Alaska Gov. Sean Parnell announced Tuesday in Ketchikan that the state will immediately begin negotiations with the Ketchikan shipyard to design the first of at least two smaller ferries for the Alaska Marine Highway System, rather than the 350-foot ferry that had been planned.
Parnell says the $120 million budgeted for the project would not be enough to build the larger ferry in Ketchikan. He says he’s dedicated to constructing Alaska ferries in Alaska, which prompted the new plan.
The governor stopped by KRBD’s Ketchikan studio, and sat down with Leila Kheiry to talk about this new direction, as well as the upcoming legislative session.
In a press release, the governor said, “With declining oil production and declining state revenue, we have to be smarter with the people’s money while meeting Alaskans’ marine transportation needs. I have supported and will continue to support the increased service by mainliners from Bellingham all the way out the chain.
“By setting a new course, Alaskans can build two smaller Alaska Class Ferries and stay on budget, and at the same time provide the same or better level of service Alaskans expect from our marine highways.
“While the ferry system produced record levels of revenue last year, we also face this reality: Costs continue to accelerate for the maintenance of our fairly old fleet. Building smaller Alaska Class vessels will have a major positive impact on our ferry system capacity. The smaller vessels will provide much-needed backup service should other vessels experience mechanical problems, and can add flexibility to the system when special community events require greater access.”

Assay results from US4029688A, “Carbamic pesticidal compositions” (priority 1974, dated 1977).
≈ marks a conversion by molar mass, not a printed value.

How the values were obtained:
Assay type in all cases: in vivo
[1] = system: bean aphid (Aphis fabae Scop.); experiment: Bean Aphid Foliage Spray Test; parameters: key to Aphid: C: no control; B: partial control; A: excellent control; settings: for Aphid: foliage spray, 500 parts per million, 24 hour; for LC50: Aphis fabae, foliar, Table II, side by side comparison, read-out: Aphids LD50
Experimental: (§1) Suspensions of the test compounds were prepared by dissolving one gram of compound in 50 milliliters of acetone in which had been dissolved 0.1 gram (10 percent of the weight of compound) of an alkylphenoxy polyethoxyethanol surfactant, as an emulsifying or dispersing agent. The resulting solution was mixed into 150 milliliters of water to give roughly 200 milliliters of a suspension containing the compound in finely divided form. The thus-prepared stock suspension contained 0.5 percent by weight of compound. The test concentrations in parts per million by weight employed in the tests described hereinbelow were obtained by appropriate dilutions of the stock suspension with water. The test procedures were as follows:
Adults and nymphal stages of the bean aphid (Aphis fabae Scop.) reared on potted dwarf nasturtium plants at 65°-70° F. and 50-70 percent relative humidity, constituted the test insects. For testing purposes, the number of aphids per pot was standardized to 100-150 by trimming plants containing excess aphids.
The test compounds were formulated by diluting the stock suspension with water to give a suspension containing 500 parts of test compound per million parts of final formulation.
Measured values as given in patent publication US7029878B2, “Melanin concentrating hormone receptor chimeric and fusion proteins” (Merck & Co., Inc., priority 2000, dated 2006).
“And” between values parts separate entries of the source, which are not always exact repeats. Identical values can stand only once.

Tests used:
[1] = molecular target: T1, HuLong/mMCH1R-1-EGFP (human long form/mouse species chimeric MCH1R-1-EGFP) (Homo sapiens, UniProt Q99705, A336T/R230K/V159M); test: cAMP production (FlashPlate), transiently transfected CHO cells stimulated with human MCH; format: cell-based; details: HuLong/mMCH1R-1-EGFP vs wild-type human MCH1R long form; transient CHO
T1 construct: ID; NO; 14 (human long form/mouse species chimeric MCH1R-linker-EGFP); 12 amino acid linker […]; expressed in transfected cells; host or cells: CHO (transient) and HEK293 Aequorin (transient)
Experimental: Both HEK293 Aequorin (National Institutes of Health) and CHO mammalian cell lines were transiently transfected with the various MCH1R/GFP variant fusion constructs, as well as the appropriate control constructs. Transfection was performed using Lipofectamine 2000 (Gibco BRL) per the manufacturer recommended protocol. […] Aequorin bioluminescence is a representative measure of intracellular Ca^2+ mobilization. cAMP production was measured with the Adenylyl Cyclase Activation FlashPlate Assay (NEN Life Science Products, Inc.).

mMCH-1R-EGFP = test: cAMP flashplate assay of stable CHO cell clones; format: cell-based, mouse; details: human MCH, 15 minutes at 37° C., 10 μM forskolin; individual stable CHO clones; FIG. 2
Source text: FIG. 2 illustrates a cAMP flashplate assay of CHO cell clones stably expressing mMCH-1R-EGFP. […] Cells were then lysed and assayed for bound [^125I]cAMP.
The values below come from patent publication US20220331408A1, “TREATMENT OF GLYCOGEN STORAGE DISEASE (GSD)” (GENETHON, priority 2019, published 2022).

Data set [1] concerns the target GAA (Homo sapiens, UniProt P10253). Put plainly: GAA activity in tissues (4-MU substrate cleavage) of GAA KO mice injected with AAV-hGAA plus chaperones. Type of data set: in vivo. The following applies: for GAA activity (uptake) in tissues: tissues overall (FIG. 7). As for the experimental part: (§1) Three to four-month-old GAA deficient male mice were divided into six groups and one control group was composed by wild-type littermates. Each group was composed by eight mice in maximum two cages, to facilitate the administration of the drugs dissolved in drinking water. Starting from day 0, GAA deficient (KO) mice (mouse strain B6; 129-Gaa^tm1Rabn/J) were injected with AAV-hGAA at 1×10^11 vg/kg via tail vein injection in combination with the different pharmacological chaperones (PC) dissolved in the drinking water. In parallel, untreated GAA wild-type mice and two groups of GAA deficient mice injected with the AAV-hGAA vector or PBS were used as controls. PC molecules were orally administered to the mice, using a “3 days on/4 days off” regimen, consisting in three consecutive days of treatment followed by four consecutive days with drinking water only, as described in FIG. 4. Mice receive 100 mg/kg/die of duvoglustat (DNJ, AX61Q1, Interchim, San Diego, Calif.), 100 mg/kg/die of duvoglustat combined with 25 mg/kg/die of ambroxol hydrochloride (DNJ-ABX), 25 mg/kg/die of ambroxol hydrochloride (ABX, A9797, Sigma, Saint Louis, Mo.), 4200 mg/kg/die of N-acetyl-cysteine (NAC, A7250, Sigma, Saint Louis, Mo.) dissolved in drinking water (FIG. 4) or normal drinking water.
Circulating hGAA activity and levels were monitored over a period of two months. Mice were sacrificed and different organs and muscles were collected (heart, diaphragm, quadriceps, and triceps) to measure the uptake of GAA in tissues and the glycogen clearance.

To date, the Legislature and governor had approved $120 million for this first Alaska Class Ferry project. Early estimates demonstrated the total cost for a 350-foot vessel would be closer to $150-167 million. The governor has now asked that funding for the first vessel be directed to the plan for the smaller vessels. Design work will commence in cooperation with Alaska Ship and Drydock officials as soon as possible.
The AMHS has been operating year-round since 1963, with regularly scheduled passenger and vehicle service to 33 communities in Alaska, as well as Bellingham, Washington, and Prince Rupert, British Columbia. There are currently 11 vessels in the AMHS fleet.
- SueAnn Lindoff is in charge of the new youth tribal court program. She hopes it will start taking youth in a few weeks, a student or two at a time.
- Sen. Dan Sullivan said visiting communities in Alaska, and hearing directly from constituents, helps keep him inspired in the Senate. It also helps him know what’s important to Alaskans in those individual communities.
- It appears a proposed Skagway raptor tour that has drawn resistance from some in the community will be able to move forward. Alaska Mountain Guides is partnering with the American Bald Eagle Foundation in Haines to bring a raptor tour to the Liarsville neighborhood in Skagway.
- Alaska Division of Homeland Security and the Juneau Local Emergency Planning Committee hosted the event featuring earthquake simulator located in downtown Juneau.